How to Make Hadwood Floors Shine

How to Make Hadwood Floors Shine

Make Hadwood Floors Shine

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Question: Make Hadwood Floors Shine

Reader Question: My husband and I just moved into a new home. One of the things we loved most was the wood floors. I’ve tried several different ways of mopping them, only to have them streaky and dull every single time. How can I get back the shine that they first had?


Hardwood floors are beautiful, durable, and add a lot of value to a home. And, yet, many people are scared of them. Hardwood floors have a reputation of being high maintenance which scares off a lot of people. One of the biggest complaints I hear from readers is that their once shiny hardwood floor has become dull and dingy. There are a few different reasons why a hardwood floor may lose its shine.

Decide if the floor needs to be refinished.

A finish on hardwood floors does not last forever. It may be that your floors need to be refinished. You can extend the life of a floor finish by making a no shoe policy, clipping pet nails, and using furniture protectors. Even with these precautions, eventually a hardwood floor will need to be refinished. If droplets of water bead up on the most worn parts of your floor, then your finish is likely intact. If, however, droplets of water soak into the floor turning it white or grey, your finish needs some attention.

Check for wax buildup. If you regularly use a wax on your floor, it may neep to be stripped off. Waxing over time dulls the finish of your floor. Waxing should only be done twice a year, but a lot of people end up doing it more often. There are commercially available products that can help you remove the wax buildup from your floor.

Make sure you aren’t mopping a dirty floor.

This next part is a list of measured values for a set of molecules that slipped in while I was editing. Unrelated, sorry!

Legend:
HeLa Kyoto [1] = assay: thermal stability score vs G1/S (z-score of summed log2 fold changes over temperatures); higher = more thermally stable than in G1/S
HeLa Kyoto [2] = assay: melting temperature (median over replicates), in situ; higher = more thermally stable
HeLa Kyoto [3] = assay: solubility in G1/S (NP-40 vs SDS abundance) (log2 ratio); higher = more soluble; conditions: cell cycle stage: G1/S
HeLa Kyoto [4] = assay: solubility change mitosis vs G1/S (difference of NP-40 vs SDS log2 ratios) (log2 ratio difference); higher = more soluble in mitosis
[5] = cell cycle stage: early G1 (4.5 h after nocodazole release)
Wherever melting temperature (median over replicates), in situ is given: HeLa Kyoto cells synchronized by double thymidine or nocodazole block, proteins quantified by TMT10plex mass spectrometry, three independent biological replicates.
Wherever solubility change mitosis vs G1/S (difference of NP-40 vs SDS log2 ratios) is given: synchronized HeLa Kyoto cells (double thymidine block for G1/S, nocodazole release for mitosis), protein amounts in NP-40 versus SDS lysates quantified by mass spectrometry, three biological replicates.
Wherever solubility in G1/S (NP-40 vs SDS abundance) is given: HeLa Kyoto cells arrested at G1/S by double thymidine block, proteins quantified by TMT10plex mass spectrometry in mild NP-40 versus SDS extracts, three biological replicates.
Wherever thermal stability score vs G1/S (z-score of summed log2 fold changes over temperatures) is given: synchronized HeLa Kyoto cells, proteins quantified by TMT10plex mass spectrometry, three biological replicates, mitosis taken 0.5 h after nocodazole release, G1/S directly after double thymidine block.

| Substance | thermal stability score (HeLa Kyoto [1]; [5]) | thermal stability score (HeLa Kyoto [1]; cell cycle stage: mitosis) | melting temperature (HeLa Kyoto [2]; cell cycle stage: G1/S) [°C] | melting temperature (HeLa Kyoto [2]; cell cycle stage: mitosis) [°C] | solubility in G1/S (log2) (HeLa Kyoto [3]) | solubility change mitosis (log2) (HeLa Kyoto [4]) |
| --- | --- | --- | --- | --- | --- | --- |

Before you attempt to use any type of a wet mop on a hardwood floor, the floor needs to be thoroughly swept or vacuumed. Leaving dirt and particles on the floor to be mixed around with a wet mop will leave streaks, scratches, and residue on the floor. A thorough sweeping and vacuum job is necessary to a shiny end result. If you do decide to sweep, use a dust mop to avoid scratching your floor with a broom.

Experiment to find the right products for your floor type.

There are a lot of products that market themselves as hardwood floor cleaners, but don’t measure up. A good place to start is finding out what your floor manufacturer recommends. Be warned that what they recommend may be made and sold by them. It will, however, give you a good idea of the type of product you should be looking at. No, you are not doomed to buy expensive hardwood floor cleaner for the rest of your life, but it may take a little experimenting to find a cleaner that leaves the wood the way you want it to look.

Don’t be tempted to use too much cleaner to achieve shine. Knowing how much of any cleaner to use is an important skill. It’s tempting to add a lot to get the desired results, but in most cases, this doesn’t work out. Remember more soap does not equal more clean. Floor cleaner is rarely used liberally. Instead it is used sparingly. This is especially important for hardwood floors that can become damaged when over wet. Use products and water sparingly. Wipe up spills right away. Protect the floors and they will keep their beauty.

Be sure to buff hardwood floors dry. One other trick that can help restore shine to your hardwood floors is to buff them after they’ve been mopped. One friend swears by clean cloth diapers to buff her floors to a shine. Others use microfiber cloths or flat mop heads to get the job done. Failing to buff a drying floor is like begging for streaks that will keep your floor from looking shiny. Take the time to buff the floor dry and enjoy the shine.

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